Kitty Hawk, the secretive flying car company that's bankrolled by Google co-founder Larry Page, has been folded into a joint venture company with Boeing (NYSE:BA) named Wisk Aero. Two Boeing executives and Wisk's CEO, who previously worked for Boeing, hold three seats on the five-member board. The news comes after Forbes published a piece saying Kitty Hawk had faced many technical issues, safety problems and unresolved questions about the practical use of its battery-powered aircraft.
Hong Kong's retail sales in October fell by their steepest on record, sliding 24.3% to HK$30.1B ($3.85B), as ongoing anti-government protests gripped the city. Tourist arrivals also plunged 43.7% from a year ago to 3.31M, according to the Hong Kong Tourism Board. "It's very hard to imagine that the retail sales numbers and tourist arrival numbers will be any better in November given how much of a step-up in protest and violence that happened during that time," said Martin Rasmussen, China economist at Capital Economics.
Despite a weakening economy, Sweden's Riksbank this month expects to swim against the tide of global monetary policy by ending its negative rate experiment. Policymakers are worried about some of the effects of a prolonged period of sub-zero rates, such as penalizing good savers, supporting companies that might otherwise collapse and inflating bubbles in the property market. But with a steady stream of gloomy economic data, it's still to be seen if the country can simply kick its unconventional addiction that began in 2015.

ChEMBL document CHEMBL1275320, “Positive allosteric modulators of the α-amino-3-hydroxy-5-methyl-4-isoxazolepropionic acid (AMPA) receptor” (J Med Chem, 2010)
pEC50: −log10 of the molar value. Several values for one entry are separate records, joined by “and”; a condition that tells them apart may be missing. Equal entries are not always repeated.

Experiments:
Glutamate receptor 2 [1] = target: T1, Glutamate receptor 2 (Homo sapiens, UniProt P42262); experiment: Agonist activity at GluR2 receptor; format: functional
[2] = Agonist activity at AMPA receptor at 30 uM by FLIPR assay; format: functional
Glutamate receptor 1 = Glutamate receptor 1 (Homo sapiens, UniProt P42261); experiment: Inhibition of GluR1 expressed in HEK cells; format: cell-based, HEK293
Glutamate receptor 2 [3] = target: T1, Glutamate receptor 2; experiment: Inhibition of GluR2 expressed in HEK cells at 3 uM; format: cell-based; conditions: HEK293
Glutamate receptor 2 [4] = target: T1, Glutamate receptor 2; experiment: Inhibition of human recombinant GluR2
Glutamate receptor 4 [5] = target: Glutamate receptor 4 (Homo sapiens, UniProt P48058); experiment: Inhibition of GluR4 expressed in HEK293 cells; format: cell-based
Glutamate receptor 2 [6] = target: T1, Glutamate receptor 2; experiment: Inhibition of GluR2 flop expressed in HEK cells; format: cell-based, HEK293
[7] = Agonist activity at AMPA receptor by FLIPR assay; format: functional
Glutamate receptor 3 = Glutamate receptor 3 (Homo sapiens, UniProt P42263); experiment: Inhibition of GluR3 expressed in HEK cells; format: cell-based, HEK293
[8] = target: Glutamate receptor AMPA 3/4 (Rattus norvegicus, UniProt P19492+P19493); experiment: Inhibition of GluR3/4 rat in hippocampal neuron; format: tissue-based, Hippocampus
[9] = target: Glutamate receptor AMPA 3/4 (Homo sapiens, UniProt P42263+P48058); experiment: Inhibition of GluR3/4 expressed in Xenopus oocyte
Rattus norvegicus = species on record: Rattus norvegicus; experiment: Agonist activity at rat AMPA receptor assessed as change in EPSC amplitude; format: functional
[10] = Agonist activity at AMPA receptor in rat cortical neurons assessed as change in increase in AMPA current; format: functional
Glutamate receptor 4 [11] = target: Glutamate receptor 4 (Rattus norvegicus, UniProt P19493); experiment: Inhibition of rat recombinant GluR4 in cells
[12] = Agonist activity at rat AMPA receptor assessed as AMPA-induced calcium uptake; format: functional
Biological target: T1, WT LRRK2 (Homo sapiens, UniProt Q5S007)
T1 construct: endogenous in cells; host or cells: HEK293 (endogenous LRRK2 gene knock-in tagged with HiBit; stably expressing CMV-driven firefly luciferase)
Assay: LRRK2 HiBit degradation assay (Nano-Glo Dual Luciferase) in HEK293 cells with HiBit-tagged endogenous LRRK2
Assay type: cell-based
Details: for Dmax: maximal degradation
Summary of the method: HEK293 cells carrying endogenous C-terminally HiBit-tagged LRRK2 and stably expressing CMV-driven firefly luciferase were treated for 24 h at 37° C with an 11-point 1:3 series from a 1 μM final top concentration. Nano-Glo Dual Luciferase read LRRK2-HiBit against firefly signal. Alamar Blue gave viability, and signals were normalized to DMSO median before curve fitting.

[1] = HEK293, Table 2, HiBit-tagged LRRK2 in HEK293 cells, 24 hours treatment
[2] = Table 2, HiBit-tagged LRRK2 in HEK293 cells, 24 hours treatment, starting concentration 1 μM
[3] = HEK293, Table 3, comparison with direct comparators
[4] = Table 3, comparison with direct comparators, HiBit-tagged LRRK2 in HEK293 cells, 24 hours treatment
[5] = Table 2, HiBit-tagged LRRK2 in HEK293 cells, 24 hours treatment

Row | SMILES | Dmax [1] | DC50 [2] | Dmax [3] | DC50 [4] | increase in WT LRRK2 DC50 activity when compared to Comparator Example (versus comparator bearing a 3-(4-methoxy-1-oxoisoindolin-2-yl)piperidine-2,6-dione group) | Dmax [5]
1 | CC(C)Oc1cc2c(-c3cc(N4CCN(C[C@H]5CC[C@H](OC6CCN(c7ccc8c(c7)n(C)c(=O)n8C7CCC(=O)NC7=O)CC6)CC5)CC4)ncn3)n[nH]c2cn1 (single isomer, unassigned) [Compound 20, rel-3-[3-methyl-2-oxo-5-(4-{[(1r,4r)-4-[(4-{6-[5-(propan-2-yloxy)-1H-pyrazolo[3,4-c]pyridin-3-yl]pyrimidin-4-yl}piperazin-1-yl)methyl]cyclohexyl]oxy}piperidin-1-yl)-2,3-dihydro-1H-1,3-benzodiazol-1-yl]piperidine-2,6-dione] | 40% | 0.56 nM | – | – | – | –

In Asia, Japan -0.6%. Hong Kong -0.2%. China +0.3%. India -0.3%.
In Europe, at midday, London -1%. Paris -0.6%. Frankfurt -0.4%.
Futures at 6:20, Dow -0.5%. S&P -0.5%. Nasdaq -0.5%. Crude +0.3% to $56.12. Gold +0.4% to $1475.20. Bitcoin -0.9% to $7279.
Ten-year Treasury Yield -4 bps to 1.8%Today's Economic Calendar
8:55 Redbook Chain Store Sales